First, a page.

Govt to Build Temporary Classrooms to Aid Social Distancing in Schools
By Thazin Hlaing 2 June 2020
YANGON—The Basic Education Department in the Education Ministry will build temporary classrooms at schools across the country as needed in order to satisfy social distancing requirements, according to U Ko Lay Win, department director-general.
“Suppose classrooms are needed urgently—we can call them temporary learning spaces. They will not be permanent buildings. They are temporary buildings built rapidly at low costs so that students can learn there,” said U Ko Lay Win.
All basic education schools, which include primary and secondary-level schools, will open in July but they will open in phases, with higher secondary level schools scheduled to open on July 21, according to the Education Ministry.
The ministry said that schools must practice safe distancing measures in classrooms, with students at least two meters apart—meaning a maximum of 20 students will be allowed in a classroom measuring 9 by 7 meters.
The Education Ministry has allocated a budget to build temporary classrooms at the request of schools from across the country, according to U Ko Lay Win.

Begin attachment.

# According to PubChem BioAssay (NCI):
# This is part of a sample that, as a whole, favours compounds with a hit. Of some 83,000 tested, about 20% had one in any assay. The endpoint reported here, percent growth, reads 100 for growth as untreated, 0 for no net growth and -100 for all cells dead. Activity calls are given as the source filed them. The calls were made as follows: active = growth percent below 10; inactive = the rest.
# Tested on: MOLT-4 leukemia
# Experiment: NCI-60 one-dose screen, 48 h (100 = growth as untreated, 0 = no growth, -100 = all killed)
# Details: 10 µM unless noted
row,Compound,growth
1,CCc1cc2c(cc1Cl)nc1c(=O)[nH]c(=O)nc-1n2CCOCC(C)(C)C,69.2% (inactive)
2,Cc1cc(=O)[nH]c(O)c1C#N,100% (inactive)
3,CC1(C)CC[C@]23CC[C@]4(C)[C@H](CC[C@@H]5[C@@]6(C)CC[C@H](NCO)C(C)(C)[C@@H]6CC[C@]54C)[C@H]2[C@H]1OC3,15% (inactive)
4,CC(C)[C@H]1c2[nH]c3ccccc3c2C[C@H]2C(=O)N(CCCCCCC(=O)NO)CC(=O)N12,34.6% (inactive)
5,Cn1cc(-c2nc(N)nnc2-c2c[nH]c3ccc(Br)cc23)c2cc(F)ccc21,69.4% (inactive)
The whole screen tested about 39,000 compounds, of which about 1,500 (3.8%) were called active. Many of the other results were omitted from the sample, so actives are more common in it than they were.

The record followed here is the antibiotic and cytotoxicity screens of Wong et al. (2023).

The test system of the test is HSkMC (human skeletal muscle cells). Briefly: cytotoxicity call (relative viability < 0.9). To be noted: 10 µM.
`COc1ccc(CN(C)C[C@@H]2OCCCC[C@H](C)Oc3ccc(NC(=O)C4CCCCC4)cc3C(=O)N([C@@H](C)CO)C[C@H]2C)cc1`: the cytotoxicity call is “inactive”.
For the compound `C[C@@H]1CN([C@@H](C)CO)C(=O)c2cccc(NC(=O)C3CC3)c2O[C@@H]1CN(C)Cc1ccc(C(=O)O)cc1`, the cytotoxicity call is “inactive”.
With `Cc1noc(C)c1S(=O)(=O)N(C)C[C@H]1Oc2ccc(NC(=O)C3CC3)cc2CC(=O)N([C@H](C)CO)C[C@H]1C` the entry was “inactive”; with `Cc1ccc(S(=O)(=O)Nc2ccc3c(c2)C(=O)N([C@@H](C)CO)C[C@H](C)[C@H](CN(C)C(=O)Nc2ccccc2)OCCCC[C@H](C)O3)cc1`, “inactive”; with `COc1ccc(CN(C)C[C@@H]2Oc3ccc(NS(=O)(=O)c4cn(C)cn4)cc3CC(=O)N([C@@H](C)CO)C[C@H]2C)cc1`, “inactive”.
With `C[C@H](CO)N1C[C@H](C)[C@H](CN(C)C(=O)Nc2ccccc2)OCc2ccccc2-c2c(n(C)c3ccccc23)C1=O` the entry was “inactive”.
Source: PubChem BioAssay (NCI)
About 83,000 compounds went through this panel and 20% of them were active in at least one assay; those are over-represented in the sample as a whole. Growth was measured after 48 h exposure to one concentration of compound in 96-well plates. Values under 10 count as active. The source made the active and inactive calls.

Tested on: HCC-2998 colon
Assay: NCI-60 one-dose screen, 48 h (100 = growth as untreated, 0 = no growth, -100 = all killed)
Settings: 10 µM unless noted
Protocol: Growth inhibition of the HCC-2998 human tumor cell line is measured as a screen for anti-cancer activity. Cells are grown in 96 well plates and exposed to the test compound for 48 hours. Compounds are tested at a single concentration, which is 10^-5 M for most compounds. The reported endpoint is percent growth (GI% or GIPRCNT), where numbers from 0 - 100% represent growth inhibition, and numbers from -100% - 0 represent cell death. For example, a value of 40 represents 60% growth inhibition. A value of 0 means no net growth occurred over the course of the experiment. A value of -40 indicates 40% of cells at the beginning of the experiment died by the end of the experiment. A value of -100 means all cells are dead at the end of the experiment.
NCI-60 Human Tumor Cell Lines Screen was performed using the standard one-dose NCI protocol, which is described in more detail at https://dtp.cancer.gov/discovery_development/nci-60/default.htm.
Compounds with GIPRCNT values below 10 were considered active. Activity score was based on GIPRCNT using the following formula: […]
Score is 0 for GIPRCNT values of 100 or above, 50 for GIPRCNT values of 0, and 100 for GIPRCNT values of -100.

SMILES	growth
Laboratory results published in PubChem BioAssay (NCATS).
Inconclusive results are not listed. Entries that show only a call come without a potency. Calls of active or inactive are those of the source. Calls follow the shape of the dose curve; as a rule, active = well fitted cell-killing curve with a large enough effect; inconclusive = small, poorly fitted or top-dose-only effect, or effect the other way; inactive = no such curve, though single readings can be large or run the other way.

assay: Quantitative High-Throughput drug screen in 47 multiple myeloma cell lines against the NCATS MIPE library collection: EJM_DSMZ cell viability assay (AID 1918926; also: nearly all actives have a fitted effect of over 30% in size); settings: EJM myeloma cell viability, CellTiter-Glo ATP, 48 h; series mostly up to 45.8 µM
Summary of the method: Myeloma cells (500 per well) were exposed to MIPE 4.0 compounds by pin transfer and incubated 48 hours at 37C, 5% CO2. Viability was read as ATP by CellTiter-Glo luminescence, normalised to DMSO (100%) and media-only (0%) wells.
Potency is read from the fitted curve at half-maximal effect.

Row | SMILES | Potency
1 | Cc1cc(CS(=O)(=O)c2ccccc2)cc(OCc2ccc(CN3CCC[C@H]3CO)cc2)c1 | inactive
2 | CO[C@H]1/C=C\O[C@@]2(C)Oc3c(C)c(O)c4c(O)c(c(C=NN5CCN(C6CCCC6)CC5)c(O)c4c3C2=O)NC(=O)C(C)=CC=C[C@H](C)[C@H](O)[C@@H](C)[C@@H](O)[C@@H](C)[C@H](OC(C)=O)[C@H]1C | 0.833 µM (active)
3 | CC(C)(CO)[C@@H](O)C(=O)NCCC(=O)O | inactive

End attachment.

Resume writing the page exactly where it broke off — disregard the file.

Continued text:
Some in the education system have expressed doubts about the plan.
“Temporary learning spaces are not even necessary. Students from crowded schools can be reassigned to less crowded schools. Only some schools in suburban areas will need temporary learning spaces,” said retired teacher Daw Htay Htay Win.
There will be a total of 9.7 million students in basic education schools for the coming academic year, based on statistics from the 2019-20 academic year.
The ministry says it will provide free face shields and masks for students and teachers and will provide digital thermometers to schools for temperature screenings. It also says it will arrange washbasins in schools, as well as other preventative measures.
Myanmar has over 47,000 basic education schools (primary and secondary), around 2,500 private schools and some 1,500 monastic schools. There are over 400,000 teachers in public schools, nearly 15,000 in private schools and some 7,700 in monastic schools.
Translated from Burmese by Thet Ko Ko.
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